Robert Crumb is the world’s most famous underground cartoonist, with a career that spans decades. While all of his work has been self-referential, Drawn Together is an interesting subset, as it also features writing and illustration by his wife, Aline. As a result it’s less of an autobiography and more of a conversation – an ongoing analysis of a relationship in progress.
Much of the illustration is done by Robert, who draws himself, the backgrounds and any incidental characters. Aline draws herself but, despite Robert’s claims to the contrary, she isn’t such a gifted artist. Her gaudy, less-sophisticated style juxtaposes Robert’s considered draughtsmanship, but it’s an interesting conflict that adds much to the character of the book.
The text is mostly dialogue, and here Aline leads the way. She’s a chatterbox on the page, obsessed with her appearance, and riddled with insecurities. Constantly seeking Robert’s approval she dominates the work, then fusses about how she might be misrepresented in the outside world.
Robert also lays his life bare. We often see him obsessing over his record collection, which he accepts consists of more vinyl than anyone might ever be able to listen to. We see him salivating over the grooves in a record, for example, as interested in the object as the music it contains. When they move to the south of France, he seems more concerned about the fate of his records than anything else.
Sex is a big part of the Crumbs’ life. Aline admits to being something of a nymphomaniac and is essentially up for anything. This is handy for Robert, who turns into something of a domineering sadist when it comes to sex, literally climbing onto Aline’s back and forcing his fist into her mouth. Little is hidden from the reader and the book has some hardcore pornographic moments, clearly intended to shock.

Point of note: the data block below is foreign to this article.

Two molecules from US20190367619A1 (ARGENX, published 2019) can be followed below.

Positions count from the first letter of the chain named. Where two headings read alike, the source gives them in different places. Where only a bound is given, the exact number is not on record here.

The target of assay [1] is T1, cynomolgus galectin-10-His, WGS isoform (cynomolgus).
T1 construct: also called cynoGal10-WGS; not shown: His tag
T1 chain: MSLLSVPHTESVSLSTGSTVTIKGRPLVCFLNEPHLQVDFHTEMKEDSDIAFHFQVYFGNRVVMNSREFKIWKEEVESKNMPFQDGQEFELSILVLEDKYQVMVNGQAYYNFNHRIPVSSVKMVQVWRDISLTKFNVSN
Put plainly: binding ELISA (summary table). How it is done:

However, despite initially taking centre stage, the sex is only a part of their wider relationship. The Crumbs come over as friends, companions, and like minds. Two subversive characters getting by (very successfully, as it turns out) in a world of mediocrity.
What’s most interesting is the thought balloons. The Crumbs show what they’re thinking as well as what they’re saying to each other, opening their thoughts to each other, as well as the reader. The Crumbs were often creating these comics as they were living the events in them, making the sharing of their thoughts a particularly intimate process, especially since they’re often the things they might not dare to say out loud.
It also gives the stories have a very liquid feel, like an illustrated improvisation. It’s fascinating to read but it doesn’t always work. However, Aline often saves the day, wrapping up a chapter with a pithy one-liner.
What’s lost in the book is much interaction with the outside world. While others are alluded to, they’re rarely seen. Aline often mentions Robert’s girlfriend, for example, though we never see her. This ghost of extra-marital sex seems to be a significant part of Robert’s life, and with Aline and Robert’s sexual antics revealed in so much graphic detail in the book, it seems strange to have these gaping holes in their lives dropped in and then swept away.
At other times, external characters do pop in. There’s a beautiful sequence where Art Spiegelman and Charles Burns drop in on their way to a comics festival, and draw themselves into the comic as cameo appearances. Their daughter Sophie also appears from time to time, at the point of her birth through to her adult encounters with her parents.
This is a lifetime’s work, a relationship laid bare for inspection, and a wonderful insight into the lives of the Crumbs. It’s a warts-and-all expose so sometimes doesn’t gel, and occasionally isn’t pleasant. But it’s brutally honest and deeply engrossing. It won’t appeal to those who aren’t interested in Crumb and his muse, as it has little else in it. But it’s rare to get such an open insight into two lives that spans so much personal history.